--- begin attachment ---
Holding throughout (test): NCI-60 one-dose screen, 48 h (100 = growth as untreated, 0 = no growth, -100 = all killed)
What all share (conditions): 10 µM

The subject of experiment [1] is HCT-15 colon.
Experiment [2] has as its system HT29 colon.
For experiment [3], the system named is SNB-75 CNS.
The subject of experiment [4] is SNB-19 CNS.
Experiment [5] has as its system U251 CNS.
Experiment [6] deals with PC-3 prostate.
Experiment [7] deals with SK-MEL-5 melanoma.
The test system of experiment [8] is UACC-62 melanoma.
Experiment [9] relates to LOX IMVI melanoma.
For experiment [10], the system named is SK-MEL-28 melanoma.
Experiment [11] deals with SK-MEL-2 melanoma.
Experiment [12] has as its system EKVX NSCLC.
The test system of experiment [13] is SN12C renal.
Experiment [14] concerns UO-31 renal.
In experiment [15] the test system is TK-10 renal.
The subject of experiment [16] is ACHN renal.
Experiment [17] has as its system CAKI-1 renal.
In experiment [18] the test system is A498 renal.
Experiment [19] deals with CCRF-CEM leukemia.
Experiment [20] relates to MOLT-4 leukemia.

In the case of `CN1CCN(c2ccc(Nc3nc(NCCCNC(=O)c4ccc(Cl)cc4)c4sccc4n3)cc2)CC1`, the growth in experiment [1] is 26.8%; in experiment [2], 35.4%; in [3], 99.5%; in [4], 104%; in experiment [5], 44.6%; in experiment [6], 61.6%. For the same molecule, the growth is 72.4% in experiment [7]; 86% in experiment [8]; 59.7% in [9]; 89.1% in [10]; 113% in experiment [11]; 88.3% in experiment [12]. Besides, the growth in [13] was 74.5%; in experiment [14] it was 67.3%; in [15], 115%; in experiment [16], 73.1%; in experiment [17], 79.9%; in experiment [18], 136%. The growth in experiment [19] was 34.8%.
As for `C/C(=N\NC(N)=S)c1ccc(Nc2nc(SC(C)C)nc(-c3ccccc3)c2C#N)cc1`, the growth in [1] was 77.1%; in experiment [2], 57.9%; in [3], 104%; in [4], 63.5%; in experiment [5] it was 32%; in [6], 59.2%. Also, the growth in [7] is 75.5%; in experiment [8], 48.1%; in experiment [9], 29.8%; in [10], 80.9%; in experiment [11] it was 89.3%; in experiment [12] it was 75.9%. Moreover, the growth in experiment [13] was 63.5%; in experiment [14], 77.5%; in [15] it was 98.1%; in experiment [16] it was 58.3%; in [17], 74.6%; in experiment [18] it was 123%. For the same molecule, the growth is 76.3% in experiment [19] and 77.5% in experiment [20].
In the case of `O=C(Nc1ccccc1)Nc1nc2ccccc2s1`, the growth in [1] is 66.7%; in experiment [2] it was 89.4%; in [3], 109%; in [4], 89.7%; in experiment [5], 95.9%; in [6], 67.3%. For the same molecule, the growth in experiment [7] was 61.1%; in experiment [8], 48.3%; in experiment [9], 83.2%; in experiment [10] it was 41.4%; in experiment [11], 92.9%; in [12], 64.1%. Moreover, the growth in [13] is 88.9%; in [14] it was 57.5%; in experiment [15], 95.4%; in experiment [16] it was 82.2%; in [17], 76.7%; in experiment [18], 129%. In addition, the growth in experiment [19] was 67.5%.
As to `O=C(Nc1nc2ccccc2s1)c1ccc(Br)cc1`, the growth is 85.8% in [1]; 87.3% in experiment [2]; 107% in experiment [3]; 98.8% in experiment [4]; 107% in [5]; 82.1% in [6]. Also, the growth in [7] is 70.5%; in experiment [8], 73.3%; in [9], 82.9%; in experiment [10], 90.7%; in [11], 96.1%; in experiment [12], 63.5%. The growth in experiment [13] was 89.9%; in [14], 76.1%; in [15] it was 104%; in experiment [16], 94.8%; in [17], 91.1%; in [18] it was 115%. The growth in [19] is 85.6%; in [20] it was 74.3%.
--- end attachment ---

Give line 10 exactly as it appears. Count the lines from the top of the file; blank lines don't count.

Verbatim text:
The test system of experiment [8] is UACC-62 melanoma.